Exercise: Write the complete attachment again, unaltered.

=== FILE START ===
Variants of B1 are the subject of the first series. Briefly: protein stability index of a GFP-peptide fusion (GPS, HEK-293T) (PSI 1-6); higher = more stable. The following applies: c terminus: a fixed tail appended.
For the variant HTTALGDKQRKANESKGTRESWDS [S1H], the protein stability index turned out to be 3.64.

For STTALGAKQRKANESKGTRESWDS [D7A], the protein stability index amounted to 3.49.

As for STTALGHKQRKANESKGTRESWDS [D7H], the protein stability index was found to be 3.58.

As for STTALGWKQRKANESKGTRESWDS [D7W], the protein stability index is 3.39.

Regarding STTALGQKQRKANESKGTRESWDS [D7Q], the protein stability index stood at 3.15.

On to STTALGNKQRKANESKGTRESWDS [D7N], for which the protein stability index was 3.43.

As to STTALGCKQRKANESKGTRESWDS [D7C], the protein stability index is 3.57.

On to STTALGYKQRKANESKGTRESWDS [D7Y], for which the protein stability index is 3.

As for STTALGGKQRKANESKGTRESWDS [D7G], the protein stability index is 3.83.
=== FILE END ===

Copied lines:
Variants of B1 are the subject of the first series. Briefly: protein stability index of a GFP-peptide fusion (GPS, HEK-293T) (PSI 1-6); higher = more stable. The following applies: c terminus: a fixed tail appended.
For the variant HTTALGDKQRKANESKGTRESWDS [S1H], the protein stability index turned out to be 3.64.

For STTALGAKQRKANESKGTRESWDS [D7A], the protein stability index amounted to 3.49.

As for STTALGHKQRKANESKGTRESWDS [D7H], the protein stability index was found to be 3.58.

As for STTALGWKQRKANESKGTRESWDS [D7W], the protein stability index is 3.39.

Regarding STTALGQKQRKANESKGTRESWDS [D7Q], the protein stability index stood at 3.15.

On to STTALGNKQRKANESKGTRESWDS [D7N], for which the protein stability index was 3.43.

As to STTALGCKQRKANESKGTRESWDS [D7C], the protein stability index is 3.57.

On to STTALGYKQRKANESKGTRESWDS [D7Y], for which the protein stability index is 3.

As for STTALGGKQRKANESKGTRESWDS [D7G], the protein stability index is 3.83.